Two men suspected in the Boston Marathon bombings were on the loose when most people in this part of the world fell asleep last night. We woke up to a night’s worth of chaos, a sequence of events beyond belief, nonsensical tweets that, stitched together, barely tell the story—and no sense of what happens next. Colby Cosh explains the overnight series of shootings, car chases, explosions and subway closures that culminated in this morning’s eerie, unsettled calm in Boston. Check out your morning newspaper. One of the guys—Suspect 1, as he’s known, in a black hat—is dead. The other suspect, still at large, is the reason that all of Boston is, right now, staying indoors at the request of every law enforcement agency on the ground. The eerie surveillance images of the two suspects, distributed by the FBI in a massive appeal to to the public, remain plastered all over newsstands as Wanted posters. Indelibly seared into our memory, they remind us that news, even when we might think it’s taking a breather, never sleeps.
What’s above the fold this morning?
The Globe and Mail leads with the two suspects in the Boston Marathon bombing*. The National Post fronts photos of the same suspects*. The Toronto Star goes above the fold with the gun trade between Canada and the United States. The Ottawa Citizen leads with the Boston bombing suspects*. iPolitics fronts continuing efforts to merge the Canadian Auto Workers and the Communications, Energy and Paperworkers Union. CBC.ca leads with the latest in the pursuit of the Boston bombers. National Newswatch showcases CBC News‘ coverage of the Boston pursuit.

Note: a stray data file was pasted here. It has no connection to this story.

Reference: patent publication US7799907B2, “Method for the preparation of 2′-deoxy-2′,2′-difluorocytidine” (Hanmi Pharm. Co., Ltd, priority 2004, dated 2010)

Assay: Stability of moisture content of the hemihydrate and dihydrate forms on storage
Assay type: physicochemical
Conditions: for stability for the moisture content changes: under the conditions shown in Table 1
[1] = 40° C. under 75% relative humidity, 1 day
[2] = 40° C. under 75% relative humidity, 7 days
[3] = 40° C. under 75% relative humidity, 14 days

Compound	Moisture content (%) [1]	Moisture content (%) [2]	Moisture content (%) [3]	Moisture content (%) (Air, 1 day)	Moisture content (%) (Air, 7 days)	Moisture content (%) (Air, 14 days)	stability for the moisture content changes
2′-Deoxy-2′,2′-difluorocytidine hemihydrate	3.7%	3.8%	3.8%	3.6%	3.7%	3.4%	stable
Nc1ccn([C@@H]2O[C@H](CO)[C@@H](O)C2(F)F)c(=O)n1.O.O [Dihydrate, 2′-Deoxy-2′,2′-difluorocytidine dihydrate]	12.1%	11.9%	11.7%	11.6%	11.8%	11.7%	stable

*Link removed because the story is out of date
Stories that will be (mostly) missed
|1. Mali. Canada’s mission to the fight against Islamist forces in North Africa ended two weeks ago, with no announcement and an order to CF personnel to stay quiet about their return to Canada.||2. Mexican cartels. An RCMP report obtained by La Presse details the increased activity of Canadian mobsters in Mexico, a trend that could eventually pose a danger to the Canadian public.|
|3. Emissions. Most sectors in Canada are seeing greenhouse gas emissions dropping—with the exception of the oil and gas sector—according to a recent submission to the United Nations.||4. Rehtaeh Parsons. Two Ontario women, psychologist Debra Pepler and educator Penny Milton, were asked by the Nova Scotis government to investigate the death of Rehtaeh Parsons.|